Rib­bon of but­ter­flies 500 miles wide brings hope

T.O.’s milkweed ma­nia de­liv­ers mon­archs

North York Post - - Currents -

In these tur­bu­lent po­lit­i­cal times, in­spi­ra­tional sto­ries are more im­por­tant than ever. Here’s one about how peo­ple power is fu­elling a sur­pris­ing come­back.

It starts with a quiet dis­ap­pear­ance that grad­u­ally builds to a his­toric wave of or­ange. And it may of­fer a balm for the seem­ingly end­less bar­rage of neg­a­tive news.

Folks in Eastern Canada may have no­ticed some­thing joy­ous in the air this sum­mer: an abun­dance of monarch but­ter­flies. Af­ter a cou­ple of decades of de­cline, it ap­pears mon­archs had a great sum­mer, cul­mi­nat­ing in an unusu­ally strong mi­gra­tion over the past few weeks, with rib­bons of or­ange “500 miles wide” flow­ing south­ward.

The re­turn of mon­archs is great news, be­cause only four years ago their sit­u­a­tion looked bleak. The eastern monarch pop­u­la­tion had plum­meted from one bil­lion two decades be­fore to only 35 mil­lion.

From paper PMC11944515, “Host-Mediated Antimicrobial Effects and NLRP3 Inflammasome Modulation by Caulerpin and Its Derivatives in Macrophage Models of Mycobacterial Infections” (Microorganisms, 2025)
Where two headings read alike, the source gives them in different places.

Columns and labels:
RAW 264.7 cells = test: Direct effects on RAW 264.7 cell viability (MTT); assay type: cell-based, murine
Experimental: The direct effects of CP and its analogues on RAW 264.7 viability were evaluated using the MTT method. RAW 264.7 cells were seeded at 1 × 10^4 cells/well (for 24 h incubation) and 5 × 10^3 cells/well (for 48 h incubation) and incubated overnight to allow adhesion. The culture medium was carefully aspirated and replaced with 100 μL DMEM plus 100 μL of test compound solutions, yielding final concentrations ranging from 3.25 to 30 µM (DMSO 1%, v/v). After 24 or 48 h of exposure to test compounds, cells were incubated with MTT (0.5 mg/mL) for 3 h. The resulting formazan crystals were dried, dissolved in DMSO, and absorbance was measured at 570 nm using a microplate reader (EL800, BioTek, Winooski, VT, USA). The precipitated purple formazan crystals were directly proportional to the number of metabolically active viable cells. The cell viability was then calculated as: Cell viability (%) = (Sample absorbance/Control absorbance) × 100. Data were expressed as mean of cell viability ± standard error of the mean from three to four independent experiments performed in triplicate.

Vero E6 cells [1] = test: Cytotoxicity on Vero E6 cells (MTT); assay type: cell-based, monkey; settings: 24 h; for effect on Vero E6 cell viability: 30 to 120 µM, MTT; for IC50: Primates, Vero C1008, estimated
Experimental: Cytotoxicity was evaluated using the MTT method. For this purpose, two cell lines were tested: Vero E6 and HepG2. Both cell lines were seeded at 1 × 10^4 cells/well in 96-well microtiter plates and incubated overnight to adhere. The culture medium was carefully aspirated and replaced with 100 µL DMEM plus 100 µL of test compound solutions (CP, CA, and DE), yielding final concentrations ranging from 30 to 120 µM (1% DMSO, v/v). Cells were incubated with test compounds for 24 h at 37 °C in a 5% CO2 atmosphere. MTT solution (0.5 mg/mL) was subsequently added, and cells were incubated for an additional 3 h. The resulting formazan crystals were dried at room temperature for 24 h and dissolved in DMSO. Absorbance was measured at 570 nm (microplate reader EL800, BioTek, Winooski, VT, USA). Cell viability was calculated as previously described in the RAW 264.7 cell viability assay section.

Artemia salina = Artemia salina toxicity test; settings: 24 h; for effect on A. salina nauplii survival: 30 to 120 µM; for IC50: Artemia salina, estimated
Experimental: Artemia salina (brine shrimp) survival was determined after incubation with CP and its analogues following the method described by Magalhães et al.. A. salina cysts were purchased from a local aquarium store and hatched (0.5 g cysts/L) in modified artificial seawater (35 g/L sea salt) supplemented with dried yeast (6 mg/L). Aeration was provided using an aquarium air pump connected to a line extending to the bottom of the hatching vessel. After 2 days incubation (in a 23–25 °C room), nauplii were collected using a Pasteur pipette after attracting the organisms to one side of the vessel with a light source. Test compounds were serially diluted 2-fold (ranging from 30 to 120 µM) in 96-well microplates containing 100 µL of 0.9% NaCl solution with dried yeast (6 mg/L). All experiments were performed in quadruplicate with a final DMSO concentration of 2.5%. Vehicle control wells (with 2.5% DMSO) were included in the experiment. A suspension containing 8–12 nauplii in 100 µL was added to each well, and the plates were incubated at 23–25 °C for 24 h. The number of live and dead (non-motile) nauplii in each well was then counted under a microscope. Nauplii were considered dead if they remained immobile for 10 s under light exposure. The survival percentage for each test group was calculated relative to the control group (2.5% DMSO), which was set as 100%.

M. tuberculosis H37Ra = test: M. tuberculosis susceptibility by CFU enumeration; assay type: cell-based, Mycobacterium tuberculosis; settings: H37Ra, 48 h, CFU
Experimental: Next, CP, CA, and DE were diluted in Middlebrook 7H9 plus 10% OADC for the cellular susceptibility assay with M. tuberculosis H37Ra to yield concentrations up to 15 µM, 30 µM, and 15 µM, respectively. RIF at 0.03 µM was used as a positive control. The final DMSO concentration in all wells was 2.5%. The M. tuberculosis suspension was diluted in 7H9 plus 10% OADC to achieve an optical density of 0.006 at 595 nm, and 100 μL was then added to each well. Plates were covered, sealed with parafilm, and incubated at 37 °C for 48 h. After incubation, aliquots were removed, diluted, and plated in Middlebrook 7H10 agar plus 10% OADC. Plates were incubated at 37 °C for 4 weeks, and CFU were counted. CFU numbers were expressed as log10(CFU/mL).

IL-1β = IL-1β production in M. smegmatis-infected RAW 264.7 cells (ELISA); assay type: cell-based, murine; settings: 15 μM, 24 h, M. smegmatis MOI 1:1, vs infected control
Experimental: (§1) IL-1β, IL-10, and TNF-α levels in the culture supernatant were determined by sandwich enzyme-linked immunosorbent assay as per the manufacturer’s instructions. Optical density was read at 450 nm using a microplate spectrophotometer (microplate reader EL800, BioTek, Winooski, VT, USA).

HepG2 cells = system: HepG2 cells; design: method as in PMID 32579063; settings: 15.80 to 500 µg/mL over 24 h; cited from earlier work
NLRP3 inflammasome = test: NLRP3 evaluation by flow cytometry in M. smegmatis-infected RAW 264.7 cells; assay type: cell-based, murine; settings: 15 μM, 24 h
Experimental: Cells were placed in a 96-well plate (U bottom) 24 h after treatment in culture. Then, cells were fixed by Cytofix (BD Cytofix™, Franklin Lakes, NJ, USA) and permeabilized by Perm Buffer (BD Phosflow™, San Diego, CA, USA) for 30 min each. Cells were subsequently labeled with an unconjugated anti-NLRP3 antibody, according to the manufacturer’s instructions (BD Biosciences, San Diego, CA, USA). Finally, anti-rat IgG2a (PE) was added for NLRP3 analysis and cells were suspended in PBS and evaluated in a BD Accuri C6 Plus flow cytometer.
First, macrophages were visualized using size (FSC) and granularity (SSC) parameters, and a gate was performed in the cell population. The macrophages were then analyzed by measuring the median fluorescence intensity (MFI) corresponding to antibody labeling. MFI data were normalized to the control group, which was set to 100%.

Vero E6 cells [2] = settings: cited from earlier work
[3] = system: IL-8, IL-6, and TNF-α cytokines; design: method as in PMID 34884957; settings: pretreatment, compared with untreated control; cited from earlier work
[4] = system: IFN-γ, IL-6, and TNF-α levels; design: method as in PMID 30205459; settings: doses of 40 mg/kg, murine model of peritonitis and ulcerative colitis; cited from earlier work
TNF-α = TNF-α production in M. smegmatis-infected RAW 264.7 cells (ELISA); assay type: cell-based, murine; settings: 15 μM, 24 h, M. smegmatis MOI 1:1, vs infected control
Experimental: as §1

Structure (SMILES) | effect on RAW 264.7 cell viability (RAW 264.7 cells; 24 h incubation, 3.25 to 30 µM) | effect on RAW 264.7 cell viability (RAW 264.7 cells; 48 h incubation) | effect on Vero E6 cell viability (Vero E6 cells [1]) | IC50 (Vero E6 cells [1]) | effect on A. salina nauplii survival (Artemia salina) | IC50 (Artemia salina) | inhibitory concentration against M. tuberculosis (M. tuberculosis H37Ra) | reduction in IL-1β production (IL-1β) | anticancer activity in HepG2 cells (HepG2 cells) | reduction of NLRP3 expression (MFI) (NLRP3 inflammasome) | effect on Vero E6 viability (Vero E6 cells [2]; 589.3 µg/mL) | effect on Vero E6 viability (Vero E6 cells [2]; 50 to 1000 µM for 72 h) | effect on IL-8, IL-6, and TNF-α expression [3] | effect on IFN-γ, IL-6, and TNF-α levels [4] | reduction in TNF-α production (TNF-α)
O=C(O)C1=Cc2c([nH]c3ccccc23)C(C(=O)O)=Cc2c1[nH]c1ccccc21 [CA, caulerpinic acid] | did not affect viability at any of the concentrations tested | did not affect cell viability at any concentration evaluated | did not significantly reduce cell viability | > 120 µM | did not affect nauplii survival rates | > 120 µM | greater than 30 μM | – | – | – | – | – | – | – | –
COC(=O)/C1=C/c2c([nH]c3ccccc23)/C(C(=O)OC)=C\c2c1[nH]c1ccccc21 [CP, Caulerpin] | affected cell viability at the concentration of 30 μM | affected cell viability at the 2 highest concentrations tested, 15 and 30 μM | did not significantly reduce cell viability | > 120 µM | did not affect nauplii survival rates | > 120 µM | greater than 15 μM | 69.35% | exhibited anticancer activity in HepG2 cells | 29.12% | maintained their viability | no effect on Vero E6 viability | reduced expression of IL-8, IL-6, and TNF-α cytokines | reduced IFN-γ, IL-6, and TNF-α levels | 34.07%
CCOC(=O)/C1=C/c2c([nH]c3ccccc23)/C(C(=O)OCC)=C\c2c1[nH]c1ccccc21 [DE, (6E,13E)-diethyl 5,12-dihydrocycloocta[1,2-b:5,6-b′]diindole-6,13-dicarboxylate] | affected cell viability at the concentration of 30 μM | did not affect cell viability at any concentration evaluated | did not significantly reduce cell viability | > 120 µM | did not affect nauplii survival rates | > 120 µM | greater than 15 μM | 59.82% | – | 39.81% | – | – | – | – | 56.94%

The dra­matic de­cline spurred the David Suzuki Foun­da­tion’s first #Got­milk­weed cam­paign. The foun­da­tion of­fered milkweed plants, which mon­archs re­quire for sur­vival, al­though there was some un­cer­tainty about how many cus­tomers would be in­ter­ested in this par­tic­u­lar type of “weed.”

Cana­di­ans’ col­lec­tive love for mon­archs and the ur­gency of their plight trans­lated into brisk sales,

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